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 PostPosted: Tue Jan 01, 2013 2:41 pm Reply with quote  
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  Salaris Vorn
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Reepicheep wrote:
Laughing

It would bug me, but if swords were being used for mass slaughter, I'd suck it up. Fortunately for me swords are nowhere near as effecient as assault rifles for mass slaughter.


As someone who is a fencer I agree with Reep on this, it would be irritating to have such a restriction but if such a restriction could make people safer better to suck it up than take the chance on more deaths. This being said in theory different hilts would only dictate the style and technique employed but wouldn't decrease the lethal potential of the sword in trained hands (albeit not nearly as efficient as a gun due to effective range). In that regard I understand what you're getting at Skuls with the telescoping stock. In both cases it's putting a restriction on an aspect of a deadly weapon that has little to no impact on it's lethal potential. There are other aspects of both weapons that would make far more sense to put restrictions on because they more directly impact how lethal the weapon can be.

I do understand the folding stock bit though since, as I understand it with my limited gun knowledge, it refers to stocks like on the Sterling SMG or UMP (correct me if I'm wrong) which allows it to be carried in a smaller pack or more easily concealed. If the idea behind the law is to make it harder to carry a weapon unnoticed into a public space then having such restrictions seems to make sense. I'm not sure to what degree telescoping stocks have the same benefit of folding stocks in that regard but I'd be interested to know.
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 PostPosted: Wed Jan 02, 2013 11:28 am Reply with quote  
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  Darth Skuldren
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Well the technical aspects of a telescoping stock versus a folding stock, the folding stock would have a shorter overall length than what you would achieve with a telescoping stock slid to its shortest allowable length. A telescoping stock will allow you to have a more concealable weapon to a degree, but any kind of rifle will be hard to conceal, even if you remove the stock completely. That's because a rifle has to have a minimum barrel length unless you register it as a NFA firearm.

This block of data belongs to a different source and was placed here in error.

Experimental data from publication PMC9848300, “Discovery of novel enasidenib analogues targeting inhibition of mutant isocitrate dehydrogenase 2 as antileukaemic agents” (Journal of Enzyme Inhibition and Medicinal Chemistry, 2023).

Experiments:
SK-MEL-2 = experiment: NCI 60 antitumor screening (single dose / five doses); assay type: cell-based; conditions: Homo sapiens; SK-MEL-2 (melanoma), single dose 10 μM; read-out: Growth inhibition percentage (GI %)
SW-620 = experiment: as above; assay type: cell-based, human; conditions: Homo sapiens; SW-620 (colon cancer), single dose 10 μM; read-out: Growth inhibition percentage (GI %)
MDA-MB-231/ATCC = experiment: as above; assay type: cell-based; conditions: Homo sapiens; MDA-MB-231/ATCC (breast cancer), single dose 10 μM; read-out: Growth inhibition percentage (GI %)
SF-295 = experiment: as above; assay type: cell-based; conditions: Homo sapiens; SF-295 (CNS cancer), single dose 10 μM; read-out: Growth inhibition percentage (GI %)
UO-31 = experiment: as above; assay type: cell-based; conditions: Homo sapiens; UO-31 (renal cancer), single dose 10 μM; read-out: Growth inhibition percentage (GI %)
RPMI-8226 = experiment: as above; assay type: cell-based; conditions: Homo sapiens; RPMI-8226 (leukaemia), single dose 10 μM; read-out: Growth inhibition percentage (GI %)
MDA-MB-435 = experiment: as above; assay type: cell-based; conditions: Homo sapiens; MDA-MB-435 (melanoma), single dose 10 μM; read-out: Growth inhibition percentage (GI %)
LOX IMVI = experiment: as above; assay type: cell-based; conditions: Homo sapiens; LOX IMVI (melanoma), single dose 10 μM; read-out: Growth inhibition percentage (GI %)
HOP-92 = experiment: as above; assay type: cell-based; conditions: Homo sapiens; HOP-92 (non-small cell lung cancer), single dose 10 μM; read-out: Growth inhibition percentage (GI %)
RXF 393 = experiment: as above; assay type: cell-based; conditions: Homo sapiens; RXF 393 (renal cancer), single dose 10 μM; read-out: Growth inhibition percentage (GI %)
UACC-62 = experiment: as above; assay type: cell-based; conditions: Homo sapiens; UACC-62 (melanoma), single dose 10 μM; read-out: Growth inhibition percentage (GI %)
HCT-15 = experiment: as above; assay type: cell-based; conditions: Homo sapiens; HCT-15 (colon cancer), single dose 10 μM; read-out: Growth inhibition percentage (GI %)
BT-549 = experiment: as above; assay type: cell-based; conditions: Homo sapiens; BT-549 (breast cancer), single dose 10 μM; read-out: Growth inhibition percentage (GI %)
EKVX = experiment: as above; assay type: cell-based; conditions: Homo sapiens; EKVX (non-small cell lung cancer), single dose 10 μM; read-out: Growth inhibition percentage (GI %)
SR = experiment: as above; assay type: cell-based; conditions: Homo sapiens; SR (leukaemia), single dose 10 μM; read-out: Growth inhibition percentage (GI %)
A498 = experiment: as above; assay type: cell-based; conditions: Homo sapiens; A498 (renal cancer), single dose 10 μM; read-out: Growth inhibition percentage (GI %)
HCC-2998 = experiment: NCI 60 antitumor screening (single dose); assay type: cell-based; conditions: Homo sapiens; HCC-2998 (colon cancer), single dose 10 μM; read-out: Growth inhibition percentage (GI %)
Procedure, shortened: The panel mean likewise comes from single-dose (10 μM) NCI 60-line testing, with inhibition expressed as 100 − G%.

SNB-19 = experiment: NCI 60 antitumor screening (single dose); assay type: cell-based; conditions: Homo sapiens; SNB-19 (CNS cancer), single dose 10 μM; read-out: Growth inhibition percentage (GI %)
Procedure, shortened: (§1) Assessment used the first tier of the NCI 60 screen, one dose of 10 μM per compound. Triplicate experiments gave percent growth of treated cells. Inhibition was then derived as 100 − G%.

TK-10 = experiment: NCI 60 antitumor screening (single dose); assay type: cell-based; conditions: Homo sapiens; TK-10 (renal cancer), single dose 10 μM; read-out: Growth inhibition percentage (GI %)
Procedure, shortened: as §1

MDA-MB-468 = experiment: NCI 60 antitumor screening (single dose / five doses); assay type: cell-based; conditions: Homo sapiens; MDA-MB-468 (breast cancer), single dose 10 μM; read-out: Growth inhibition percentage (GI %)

I'm not sure concealability has ever been an issue in any mass shootings (at least concealability of a rifle). The only incidents that I can recall where a shooter concealed their weapon involved handguns.
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 PostPosted: Wed Jan 02, 2013 3:54 pm Reply with quote  
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  Cerrinea
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The only rifle mass shooting I can recall is the Texas Bell Tower and Charles Whitman. Since this was the first mass shooting in modern times, no one could've conceived of it happening. I don't remember when the next mass shooting happened but the Texas Tower one felt like an isolated occurrence.

Incidentally, Houston McCoy, the Austin policeman who stopped Charles Whitman, died just three days ago. McCoy and another officer, Martinez, both shot Whitman.
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 PostPosted: Wed Jan 30, 2013 11:46 am Reply with quote  
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  Alan Skywalker V
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Be interesting to see what the results of the hearings today are. Will people finally take some serious action or will they refuse to listen?


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 PostPosted: Wed Jan 30, 2013 2:38 pm Reply with quote  
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  Darth Skuldren
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Since talk has turned from assault rifles to high capacity magazines, I thought this was worth posting (it's part of a letter written and signed by Army special forces)